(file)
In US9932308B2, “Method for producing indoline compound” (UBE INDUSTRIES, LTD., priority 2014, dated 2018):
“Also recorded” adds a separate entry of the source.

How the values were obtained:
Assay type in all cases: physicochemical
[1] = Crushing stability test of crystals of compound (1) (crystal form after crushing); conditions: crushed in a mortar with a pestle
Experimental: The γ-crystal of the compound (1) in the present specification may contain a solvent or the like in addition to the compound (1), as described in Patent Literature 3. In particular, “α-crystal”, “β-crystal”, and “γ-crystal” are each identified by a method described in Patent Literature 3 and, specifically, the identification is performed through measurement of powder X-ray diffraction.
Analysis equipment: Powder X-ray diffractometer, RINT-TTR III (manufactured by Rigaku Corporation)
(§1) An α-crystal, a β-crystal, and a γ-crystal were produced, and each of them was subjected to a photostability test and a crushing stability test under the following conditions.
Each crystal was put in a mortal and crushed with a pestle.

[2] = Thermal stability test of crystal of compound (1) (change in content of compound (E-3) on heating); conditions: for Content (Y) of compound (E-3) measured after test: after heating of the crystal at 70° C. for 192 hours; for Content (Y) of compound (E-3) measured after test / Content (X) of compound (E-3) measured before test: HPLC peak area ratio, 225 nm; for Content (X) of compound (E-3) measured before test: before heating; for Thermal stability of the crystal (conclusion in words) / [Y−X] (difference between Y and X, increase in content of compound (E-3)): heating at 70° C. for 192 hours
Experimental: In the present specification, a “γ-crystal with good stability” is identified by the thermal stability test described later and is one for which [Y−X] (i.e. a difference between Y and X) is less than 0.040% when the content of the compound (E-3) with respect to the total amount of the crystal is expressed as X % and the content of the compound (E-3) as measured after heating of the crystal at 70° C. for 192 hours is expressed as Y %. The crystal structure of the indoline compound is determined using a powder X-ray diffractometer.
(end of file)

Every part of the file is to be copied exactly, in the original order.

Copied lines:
In US9932308B2, “Method for producing indoline compound” (UBE INDUSTRIES, LTD., priority 2014, dated 2018):
“Also recorded” adds a separate entry of the source.

How the values were obtained:
Assay type in all cases: physicochemical
[1] = Crushing stability test of crystals of compound (1) (crystal form after crushing); conditions: crushed in a mortar with a pestle
Experimental: The γ-crystal of the compound (1) in the present specification may contain a solvent or the like in addition to the compound (1), as described in Patent Literature 3. In particular, “α-crystal”, “β-crystal”, and “γ-crystal” are each identified by a method described in Patent Literature 3 and, specifically, the identification is performed through measurement of powder X-ray diffraction.
Analysis equipment: Powder X-ray diffractometer, RINT-TTR III (manufactured by Rigaku Corporation)
(§1) An α-crystal, a β-crystal, and a γ-crystal were produced, and each of them was subjected to a photostability test and a crushing stability test under the following conditions.
Each crystal was put in a mortal and crushed with a pestle.

[2] = Thermal stability test of crystal of compound (1) (change in content of compound (E-3) on heating); conditions: for Content (Y) of compound (E-3) measured after test: after heating of the crystal at 70° C. for 192 hours; for Content (Y) of compound (E-3) measured after test / Content (X) of compound (E-3) measured before test: HPLC peak area ratio, 225 nm; for Content (X) of compound (E-3) measured before test: before heating; for Thermal stability of the crystal (conclusion in words) / [Y−X] (difference between Y and X, increase in content of compound (E-3)): heating at 70° C. for 192 hours
Experimental: In the present specification, a “γ-crystal with good stability” is identified by the thermal stability test described later and is one for which [Y−X] (i.e. a difference between Y and X) is less than 0.040% when the content of the compound (E-3) with respect to the total amount of the crystal is expressed as X % and the content of the compound (E-3) as measured after heating of the crystal at 70° C. for 192 hours is expressed as Y %. The crystal structure of the indoline compound is determined using a powder X-ray diffractometer.